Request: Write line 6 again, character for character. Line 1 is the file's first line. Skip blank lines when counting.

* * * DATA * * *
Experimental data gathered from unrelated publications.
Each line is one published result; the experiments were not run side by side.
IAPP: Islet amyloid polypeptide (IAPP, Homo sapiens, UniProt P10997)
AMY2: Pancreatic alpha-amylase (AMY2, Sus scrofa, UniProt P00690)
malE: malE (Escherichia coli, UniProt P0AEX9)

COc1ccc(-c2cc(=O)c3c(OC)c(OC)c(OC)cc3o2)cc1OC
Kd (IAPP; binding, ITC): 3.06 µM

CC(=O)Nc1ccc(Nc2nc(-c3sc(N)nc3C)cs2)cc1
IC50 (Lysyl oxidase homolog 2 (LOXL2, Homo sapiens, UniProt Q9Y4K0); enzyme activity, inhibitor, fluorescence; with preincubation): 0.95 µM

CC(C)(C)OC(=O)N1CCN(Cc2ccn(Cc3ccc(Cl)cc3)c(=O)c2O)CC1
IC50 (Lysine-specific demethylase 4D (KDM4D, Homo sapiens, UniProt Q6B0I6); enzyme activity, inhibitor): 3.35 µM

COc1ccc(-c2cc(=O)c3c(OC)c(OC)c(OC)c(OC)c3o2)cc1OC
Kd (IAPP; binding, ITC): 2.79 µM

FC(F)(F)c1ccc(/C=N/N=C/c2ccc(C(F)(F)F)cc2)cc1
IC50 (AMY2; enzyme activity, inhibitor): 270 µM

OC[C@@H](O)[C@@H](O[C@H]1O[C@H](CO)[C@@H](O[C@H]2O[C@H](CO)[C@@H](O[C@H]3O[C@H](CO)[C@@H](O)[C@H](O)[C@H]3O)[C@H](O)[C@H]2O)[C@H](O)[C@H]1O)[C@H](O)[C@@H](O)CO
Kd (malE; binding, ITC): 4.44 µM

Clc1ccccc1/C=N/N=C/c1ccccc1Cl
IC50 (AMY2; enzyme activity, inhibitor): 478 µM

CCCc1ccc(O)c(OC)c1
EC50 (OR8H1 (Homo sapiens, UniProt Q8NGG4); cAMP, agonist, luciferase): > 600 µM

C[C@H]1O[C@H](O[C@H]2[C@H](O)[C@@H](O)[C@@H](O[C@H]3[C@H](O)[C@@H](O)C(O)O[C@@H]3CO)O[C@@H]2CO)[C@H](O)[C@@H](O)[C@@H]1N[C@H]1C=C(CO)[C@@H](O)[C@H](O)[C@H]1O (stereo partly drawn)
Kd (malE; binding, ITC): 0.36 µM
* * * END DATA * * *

COc1ccc(-c2cc(=O)c3c(OC)c(OC)c(OC)cc3o2)cc1OC